There are times that we discuss a topic that is somewhat difficult to articulate. And in these times we find it helpful to, rather than explain what to do, explain what not to do.
Volunteer recruitment is one of those times. It requires a delicate balance of knowing when it’s the right time to push for volunteers, and when it’s time to step away. If you handle yourself properly, your nonprofit will be equipped with volunteers all year long—not just at that last big event of the year. Here are three tips on how not to get volunteers for your organization:
#1: Guilt Trip Them
We didn’t like it from our parents, and volunteers don’t like it either. “Sadly, this program will shut down if more volunteers don’t sign up.” Do not, we repeat, do not ever use this phrase. This is a problem that should be handled within your organization—not a problem that you advertise in hopes that a few overworked volunteers will feel guilty and sign up to help. Keep things positive, because volunteering should be a positive experience.
The volunteers who stay with your organization consistently throughout the year are those who not only feel they are giving back, but are also getting something out of it for themselves. Yes, at first glance this sounds selfish. But think about it: if a volunteer feels a sense of satisfaction, they’re likely to revisit your nonprofit to relive those warm and fuzzy feelings. If a volunteer simply does it out of obligation, as with most obligations, the will likely try to avoid signing up to help again if possible.
#2: Make them Life Long Volunteers
Commitment is scary. Most guys (sorry, we’re stereotyping here) are afraid to commit to their own girlfriends, let alone a volunteer job. So don’t make it a long term commitment. Be flexible on letting short term volunteers participate. People are busy—we know and you know. So don’t make it seem like they’re signing a life-long bonding document that binds them to every Saturday for the rest of their lives. Volunteers are more likely to say “yes” if they can see how long the commitment is.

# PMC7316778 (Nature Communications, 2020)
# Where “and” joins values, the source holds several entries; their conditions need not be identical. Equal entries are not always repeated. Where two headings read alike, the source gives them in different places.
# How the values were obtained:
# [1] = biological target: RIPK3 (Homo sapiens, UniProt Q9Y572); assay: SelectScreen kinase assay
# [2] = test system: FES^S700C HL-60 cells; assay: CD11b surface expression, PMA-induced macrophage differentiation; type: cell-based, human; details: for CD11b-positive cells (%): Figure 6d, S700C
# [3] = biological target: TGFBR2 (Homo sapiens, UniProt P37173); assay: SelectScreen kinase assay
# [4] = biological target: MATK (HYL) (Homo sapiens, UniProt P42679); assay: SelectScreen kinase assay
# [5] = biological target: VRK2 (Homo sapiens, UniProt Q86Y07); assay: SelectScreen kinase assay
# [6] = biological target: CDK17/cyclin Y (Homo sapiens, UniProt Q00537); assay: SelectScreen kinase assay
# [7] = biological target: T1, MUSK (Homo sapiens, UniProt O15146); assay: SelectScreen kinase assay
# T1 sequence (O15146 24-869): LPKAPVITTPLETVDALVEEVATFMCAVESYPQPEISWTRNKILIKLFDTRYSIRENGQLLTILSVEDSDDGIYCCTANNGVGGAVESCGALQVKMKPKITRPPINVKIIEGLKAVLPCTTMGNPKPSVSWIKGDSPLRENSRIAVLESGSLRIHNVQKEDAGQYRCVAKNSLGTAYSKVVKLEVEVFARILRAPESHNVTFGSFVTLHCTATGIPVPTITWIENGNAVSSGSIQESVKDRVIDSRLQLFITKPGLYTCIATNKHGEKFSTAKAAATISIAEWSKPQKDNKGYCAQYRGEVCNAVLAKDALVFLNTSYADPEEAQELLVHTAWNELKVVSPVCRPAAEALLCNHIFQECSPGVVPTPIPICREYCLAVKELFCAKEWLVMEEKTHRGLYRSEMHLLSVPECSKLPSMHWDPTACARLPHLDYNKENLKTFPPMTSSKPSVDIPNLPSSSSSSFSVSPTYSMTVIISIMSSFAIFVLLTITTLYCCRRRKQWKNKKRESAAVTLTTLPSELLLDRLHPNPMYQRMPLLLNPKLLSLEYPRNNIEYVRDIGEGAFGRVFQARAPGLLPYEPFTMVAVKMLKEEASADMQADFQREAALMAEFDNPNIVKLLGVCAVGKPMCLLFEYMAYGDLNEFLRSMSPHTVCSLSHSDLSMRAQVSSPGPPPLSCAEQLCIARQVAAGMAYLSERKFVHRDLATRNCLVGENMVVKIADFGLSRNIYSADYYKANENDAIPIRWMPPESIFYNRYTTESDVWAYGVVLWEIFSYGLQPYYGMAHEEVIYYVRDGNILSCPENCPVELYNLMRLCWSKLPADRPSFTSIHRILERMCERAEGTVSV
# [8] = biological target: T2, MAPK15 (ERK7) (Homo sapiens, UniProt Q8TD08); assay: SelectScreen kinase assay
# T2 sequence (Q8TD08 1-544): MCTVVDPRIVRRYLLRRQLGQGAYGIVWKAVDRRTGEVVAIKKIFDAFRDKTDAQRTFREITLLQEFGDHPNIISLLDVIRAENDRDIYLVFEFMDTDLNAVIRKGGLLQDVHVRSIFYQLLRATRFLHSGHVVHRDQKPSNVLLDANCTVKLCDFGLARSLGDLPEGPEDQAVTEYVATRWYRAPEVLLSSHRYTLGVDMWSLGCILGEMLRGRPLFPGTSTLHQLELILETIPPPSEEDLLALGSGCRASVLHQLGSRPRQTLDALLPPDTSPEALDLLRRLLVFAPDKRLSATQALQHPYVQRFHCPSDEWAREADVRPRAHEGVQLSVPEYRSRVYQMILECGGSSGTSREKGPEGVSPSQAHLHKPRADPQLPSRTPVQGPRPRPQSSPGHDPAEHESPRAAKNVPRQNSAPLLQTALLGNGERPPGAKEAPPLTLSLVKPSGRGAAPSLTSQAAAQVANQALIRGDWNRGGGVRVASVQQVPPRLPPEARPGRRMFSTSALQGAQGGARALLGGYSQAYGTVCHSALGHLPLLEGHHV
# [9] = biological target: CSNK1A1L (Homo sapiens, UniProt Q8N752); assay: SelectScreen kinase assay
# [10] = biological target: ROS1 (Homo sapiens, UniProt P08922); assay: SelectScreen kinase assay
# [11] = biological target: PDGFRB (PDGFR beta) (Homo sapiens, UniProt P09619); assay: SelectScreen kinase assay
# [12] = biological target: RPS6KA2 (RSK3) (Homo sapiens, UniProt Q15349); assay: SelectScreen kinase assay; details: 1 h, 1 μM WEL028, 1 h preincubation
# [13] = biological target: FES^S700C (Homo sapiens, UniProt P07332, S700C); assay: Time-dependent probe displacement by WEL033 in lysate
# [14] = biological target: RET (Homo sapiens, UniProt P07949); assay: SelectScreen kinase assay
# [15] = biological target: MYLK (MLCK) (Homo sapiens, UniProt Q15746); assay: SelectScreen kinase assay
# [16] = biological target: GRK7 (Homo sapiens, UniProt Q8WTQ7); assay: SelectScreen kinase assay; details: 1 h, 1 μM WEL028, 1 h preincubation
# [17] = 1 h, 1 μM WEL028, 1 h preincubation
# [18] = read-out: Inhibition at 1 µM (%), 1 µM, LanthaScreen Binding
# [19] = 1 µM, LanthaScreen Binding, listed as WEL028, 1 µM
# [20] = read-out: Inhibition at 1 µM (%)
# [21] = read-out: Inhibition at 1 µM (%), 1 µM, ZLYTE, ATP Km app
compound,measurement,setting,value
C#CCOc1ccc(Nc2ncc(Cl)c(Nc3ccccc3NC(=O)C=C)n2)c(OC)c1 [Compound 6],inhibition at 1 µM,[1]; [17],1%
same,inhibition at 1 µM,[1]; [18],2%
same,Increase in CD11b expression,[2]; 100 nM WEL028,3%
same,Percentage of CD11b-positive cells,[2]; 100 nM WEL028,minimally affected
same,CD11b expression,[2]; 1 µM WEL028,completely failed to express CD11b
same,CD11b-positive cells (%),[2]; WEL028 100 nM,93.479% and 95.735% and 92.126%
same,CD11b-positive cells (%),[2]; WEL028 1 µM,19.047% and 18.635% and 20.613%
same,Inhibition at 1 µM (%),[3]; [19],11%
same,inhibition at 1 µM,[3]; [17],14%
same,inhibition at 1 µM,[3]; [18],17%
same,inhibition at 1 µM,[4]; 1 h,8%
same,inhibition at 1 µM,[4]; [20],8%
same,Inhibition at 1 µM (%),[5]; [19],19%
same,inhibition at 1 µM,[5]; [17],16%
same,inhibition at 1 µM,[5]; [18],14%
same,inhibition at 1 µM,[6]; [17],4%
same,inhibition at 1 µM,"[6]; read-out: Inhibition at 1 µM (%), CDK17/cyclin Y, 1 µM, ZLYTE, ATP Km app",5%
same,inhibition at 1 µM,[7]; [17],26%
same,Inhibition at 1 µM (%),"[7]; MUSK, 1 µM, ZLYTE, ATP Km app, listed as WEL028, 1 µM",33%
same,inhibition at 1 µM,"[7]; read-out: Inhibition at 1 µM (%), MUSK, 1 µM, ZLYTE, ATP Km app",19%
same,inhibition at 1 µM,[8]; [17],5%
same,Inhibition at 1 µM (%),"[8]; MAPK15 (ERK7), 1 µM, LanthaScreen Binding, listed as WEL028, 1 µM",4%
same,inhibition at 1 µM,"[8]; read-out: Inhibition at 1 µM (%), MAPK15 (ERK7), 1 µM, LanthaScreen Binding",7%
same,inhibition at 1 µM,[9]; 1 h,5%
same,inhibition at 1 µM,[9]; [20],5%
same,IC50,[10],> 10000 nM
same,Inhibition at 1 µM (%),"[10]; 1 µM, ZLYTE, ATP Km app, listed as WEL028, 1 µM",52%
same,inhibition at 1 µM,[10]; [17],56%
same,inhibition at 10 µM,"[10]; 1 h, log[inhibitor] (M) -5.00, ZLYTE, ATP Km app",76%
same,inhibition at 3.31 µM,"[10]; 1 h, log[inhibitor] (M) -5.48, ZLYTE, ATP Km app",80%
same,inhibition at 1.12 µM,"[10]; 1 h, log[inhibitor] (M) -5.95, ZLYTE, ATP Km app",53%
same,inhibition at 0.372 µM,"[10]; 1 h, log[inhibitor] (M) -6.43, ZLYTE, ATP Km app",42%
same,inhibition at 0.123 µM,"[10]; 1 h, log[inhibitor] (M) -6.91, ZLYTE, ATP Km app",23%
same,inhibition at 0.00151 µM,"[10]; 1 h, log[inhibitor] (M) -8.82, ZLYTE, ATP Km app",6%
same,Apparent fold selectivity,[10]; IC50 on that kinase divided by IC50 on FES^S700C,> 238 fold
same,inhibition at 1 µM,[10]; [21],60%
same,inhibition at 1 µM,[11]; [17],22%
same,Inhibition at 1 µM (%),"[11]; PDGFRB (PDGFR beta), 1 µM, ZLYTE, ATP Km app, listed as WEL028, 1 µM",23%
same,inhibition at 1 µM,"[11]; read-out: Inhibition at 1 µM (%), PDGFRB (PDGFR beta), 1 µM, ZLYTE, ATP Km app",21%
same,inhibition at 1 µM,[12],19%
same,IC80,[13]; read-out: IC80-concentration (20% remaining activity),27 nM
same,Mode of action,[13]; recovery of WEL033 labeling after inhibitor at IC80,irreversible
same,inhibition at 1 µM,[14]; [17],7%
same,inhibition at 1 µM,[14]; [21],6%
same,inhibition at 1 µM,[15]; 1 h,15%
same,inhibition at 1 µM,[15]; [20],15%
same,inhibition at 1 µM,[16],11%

#3: Be a High School Boy
Every year, for whatever reason, we put our young boys on the line to ask girls to the big dance. Palms sweaty and tongue-tied, they approach and make their proposition (“My mom could pick you up at six”). She glances downward, trying to find the kindest words—“I don’t think so.” BOOM. Crushed forever.
Don’t be a high school boy. “No” isn’t “never”. If volunteers turn you down for one event, that doesn’t mean they won’t ever participate. Be willing to be shot down. And when the time comes that you are—because believe us, you will be—give them a couple of months (or whatever amount of time you’re comfortable with) and then ask them again. Timing is key when it comes to recruiting volunteers. So be persistent, don’t be shy, and don’t let your sweaty palms get the best of you.
We hope these tips help you in your quest of recruiting volunteers year round. It’s no easy task—and we realize this. But hang in there. Because your volunteer experience is one worth having (or it had better be), some might not know it yet, but we believe in you.
How do you successfully recruit volunteers for your nonprofit organization?